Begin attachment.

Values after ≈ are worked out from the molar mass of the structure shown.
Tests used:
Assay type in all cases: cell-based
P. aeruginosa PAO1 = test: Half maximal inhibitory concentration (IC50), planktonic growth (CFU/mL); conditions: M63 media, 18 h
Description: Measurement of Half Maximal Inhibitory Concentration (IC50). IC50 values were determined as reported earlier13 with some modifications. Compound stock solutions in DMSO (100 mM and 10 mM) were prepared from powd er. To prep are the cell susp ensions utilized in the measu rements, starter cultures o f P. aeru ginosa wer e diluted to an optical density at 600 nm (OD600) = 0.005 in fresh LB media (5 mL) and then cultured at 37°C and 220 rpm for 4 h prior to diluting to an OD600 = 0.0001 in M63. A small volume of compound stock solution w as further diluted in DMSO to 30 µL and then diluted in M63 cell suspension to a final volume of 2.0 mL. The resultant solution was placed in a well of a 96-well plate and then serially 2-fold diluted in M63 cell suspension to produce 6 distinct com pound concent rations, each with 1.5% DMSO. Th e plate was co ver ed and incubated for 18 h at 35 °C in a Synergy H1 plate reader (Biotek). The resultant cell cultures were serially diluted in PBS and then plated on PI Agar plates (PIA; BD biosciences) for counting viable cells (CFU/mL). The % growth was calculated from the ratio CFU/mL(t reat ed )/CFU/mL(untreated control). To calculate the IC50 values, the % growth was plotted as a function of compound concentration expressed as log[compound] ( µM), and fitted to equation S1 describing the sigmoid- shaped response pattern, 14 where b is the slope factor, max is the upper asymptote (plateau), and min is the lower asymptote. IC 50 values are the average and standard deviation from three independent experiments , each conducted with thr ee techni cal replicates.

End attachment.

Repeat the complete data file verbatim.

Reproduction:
Values after ≈ are worked out from the molar mass of the structure shown.
Tests used:
Assay type in all cases: cell-based
P. aeruginosa PAO1 = test: Half maximal inhibitory concentration (IC50), planktonic growth (CFU/mL); conditions: M63 media, 18 h
Description: Measurement of Half Maximal Inhibitory Concentration (IC50). IC50 values were determined as reported earlier13 with some modifications. Compound stock solutions in DMSO (100 mM and 10 mM) were prepared from powd er. To prep are the cell susp ensions utilized in the measu rements, starter cultures o f P. aeru ginosa wer e diluted to an optical density at 600 nm (OD600) = 0.005 in fresh LB media (5 mL) and then cultured at 37°C and 220 rpm for 4 h prior to diluting to an OD600 = 0.0001 in M63. A small volume of compound stock solution w as further diluted in DMSO to 30 µL and then diluted in M63 cell suspension to a final volume of 2.0 mL. The resultant solution was placed in a well of a 96-well plate and then serially 2-fold diluted in M63 cell suspension to produce 6 distinct com pound concent rations, each with 1.5% DMSO. Th e plate was co ver ed and incubated for 18 h at 35 °C in a Synergy H1 plate reader (Biotek). The resultant cell cultures were serially diluted in PBS and then plated on PI Agar plates (PIA; BD biosciences) for counting viable cells (CFU/mL). The % growth was calculated from the ratio CFU/mL(t reat ed )/CFU/mL(untreated control). To calculate the IC50 values, the % growth was plotted as a function of compound concentration expressed as log[compound] ( µM), and fitted to equation S1 describing the sigmoid- shaped response pattern, 14 where b is the slope factor, max is the upper asymptote (plateau), and min is the lower asymptote. IC 50 values are the average and standard deviation from three independent experiments , each conducted with thr ee techni cal replicates.